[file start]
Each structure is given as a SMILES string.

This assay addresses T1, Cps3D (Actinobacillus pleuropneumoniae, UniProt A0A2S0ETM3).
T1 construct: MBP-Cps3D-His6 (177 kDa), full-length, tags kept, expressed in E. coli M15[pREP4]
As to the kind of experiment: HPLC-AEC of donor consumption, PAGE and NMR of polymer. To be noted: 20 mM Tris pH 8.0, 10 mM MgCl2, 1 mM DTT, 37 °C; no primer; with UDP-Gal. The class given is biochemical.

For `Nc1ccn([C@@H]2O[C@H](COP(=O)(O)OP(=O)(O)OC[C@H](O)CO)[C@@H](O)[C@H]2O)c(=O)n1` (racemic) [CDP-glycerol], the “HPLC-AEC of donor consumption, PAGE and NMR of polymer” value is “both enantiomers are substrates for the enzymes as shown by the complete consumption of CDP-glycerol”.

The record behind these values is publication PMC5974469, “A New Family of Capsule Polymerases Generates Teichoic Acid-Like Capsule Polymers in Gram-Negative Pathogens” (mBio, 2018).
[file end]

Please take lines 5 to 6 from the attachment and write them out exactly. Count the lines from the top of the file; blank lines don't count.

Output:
For `Nc1ccn([C@@H]2O[C@H](COP(=O)(O)OP(=O)(O)OC[C@H](O)CO)[C@@H](O)[C@H]2O)c(=O)n1` (racemic) [CDP-glycerol], the “HPLC-AEC of donor consumption, PAGE and NMR of polymer” value is “both enantiomers are substrates for the enzymes as shown by the complete consumption of CDP-glycerol”.

The record behind these values is publication PMC5974469, “A New Family of Capsule Polymerases Generates Teichoic Acid-Like Capsule Polymers in Gram-Negative Pathogens” (mBio, 2018).